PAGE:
8. What kind of hints from early voting data? About the only thing sure to prompt a more partisan food fight than poll numbers is how people are interpreting early voting numbers. But the evidence seems to be clear from around the country, that people are very engaged for this mid-term election, and in some areas, the early vote numbers are approaching - or even surpassing - what usually happens in a Presidential election year, which has larger turnout than a mid-term, like 2018. Who does that benefit? I'll let others duke it out on that - but the numbers do seem to show that there are a lot of votes being cast early this year. Does it predict anything? Stay tuned.

Read More

News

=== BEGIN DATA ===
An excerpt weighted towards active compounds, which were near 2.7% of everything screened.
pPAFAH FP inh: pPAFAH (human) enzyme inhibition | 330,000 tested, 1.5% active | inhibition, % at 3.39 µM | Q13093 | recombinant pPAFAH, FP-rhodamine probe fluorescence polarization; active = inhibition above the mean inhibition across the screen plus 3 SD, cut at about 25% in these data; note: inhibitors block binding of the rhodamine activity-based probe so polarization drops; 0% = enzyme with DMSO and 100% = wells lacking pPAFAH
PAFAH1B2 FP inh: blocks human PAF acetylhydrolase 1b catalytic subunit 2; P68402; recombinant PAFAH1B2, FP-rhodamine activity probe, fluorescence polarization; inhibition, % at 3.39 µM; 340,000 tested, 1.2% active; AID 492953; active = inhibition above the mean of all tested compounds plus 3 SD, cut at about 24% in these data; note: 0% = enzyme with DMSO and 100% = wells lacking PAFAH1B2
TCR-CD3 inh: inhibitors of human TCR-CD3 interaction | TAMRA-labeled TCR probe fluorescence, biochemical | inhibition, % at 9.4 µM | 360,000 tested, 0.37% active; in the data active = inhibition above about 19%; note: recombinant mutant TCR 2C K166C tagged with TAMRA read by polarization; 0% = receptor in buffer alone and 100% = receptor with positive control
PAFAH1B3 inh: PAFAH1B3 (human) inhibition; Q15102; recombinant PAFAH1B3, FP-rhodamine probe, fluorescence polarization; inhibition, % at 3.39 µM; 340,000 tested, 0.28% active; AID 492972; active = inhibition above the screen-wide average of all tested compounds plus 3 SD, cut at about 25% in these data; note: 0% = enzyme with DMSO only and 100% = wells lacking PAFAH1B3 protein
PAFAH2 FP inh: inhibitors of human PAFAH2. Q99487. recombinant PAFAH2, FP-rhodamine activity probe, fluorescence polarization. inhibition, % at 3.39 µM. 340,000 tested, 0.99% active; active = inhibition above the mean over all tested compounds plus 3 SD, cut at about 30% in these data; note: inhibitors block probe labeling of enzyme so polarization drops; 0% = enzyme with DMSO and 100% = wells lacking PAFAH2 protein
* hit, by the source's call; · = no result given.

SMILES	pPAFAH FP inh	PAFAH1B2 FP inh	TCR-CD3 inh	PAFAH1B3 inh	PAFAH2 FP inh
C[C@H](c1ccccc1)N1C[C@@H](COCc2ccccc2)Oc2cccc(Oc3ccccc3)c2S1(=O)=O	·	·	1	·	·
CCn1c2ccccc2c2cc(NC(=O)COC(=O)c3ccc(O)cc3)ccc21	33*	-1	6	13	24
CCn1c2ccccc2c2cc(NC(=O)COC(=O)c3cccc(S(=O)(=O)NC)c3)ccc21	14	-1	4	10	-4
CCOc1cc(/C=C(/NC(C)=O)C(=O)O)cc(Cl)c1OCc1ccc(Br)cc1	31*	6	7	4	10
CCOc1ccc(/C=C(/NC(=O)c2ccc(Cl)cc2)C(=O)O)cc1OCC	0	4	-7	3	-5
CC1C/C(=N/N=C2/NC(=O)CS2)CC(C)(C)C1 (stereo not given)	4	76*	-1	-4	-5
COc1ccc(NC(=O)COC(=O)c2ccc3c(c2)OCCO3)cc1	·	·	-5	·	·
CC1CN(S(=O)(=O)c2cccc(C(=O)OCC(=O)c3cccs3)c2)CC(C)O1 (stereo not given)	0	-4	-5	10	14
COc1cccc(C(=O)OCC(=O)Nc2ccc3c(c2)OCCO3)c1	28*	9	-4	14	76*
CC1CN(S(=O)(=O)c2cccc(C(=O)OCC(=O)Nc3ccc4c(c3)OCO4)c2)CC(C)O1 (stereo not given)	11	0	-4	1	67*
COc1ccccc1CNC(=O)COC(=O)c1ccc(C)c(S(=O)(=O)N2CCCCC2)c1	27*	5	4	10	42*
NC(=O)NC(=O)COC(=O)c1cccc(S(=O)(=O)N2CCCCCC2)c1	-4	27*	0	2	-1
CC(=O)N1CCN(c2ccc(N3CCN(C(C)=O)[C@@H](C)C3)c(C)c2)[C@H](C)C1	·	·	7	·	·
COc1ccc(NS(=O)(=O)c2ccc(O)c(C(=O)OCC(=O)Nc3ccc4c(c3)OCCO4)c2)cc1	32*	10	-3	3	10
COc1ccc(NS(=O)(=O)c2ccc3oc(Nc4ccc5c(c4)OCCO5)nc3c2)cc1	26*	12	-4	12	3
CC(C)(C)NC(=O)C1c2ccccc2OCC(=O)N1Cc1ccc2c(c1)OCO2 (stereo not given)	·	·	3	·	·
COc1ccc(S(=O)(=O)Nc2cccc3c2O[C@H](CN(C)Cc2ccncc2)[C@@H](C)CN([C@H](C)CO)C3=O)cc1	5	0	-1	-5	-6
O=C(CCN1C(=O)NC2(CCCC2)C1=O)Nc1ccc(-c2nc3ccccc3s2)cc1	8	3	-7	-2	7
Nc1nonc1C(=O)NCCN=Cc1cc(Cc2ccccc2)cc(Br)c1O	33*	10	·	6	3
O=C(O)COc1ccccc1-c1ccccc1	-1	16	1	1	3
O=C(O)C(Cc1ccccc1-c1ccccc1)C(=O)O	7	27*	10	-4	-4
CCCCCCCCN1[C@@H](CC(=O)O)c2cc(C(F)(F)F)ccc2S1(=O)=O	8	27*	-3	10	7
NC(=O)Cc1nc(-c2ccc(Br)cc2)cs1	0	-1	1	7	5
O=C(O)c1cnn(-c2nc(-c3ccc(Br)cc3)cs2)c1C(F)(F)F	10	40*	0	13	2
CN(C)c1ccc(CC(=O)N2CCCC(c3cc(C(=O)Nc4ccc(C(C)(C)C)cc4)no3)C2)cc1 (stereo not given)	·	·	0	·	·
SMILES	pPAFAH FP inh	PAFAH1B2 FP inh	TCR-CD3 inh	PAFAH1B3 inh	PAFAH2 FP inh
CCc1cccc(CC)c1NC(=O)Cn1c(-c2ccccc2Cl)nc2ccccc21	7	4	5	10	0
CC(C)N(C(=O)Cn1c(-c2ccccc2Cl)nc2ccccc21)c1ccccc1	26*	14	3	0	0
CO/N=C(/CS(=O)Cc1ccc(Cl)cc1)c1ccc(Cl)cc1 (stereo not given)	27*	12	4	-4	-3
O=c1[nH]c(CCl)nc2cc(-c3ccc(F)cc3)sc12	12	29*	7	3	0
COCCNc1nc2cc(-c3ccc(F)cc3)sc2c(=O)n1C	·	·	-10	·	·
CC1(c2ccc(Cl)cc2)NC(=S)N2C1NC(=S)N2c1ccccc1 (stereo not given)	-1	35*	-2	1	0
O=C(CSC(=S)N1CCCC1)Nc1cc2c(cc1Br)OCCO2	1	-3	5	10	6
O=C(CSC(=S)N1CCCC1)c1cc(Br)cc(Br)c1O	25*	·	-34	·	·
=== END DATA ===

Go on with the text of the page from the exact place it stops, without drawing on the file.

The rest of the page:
• A Carolina Panthers football legend wants to make sure anyone facing a mental struggle knows they're not broken. >> Read more trending news  On Tuesday morning, former wide receiver Steve Smith shared some inspiration, based on his own battle with depression. Smith, whose 16-year National Football League career included 13 seasons with the Panthers, spoke to hundreds of people at the Charlotte Convention Center for the Mental Health America Central Carolinas breakfast. He said that despite all the love from his wife, children and fans, he still felt alone. 'When the stadium goes dark and the cheers stop, you're still looking for that pat on the back,' Smith told the crowd. “I started to realize, ‘Man something is wrong.’” Smith caught 80 touchdown passes during his career, including 67 with Carolina. But behind the glory, depression lurked. The condition, Smith wrote in 2018, is “too often taboo” and “shut behind closed doors.” Smith also wrote it was tough to open up about depression, particularly in “a tough-guy sport like football, with a social media environment that glorifies successes and status.” Smith said he first began receiving counseling in 2002, his second season in the NFL.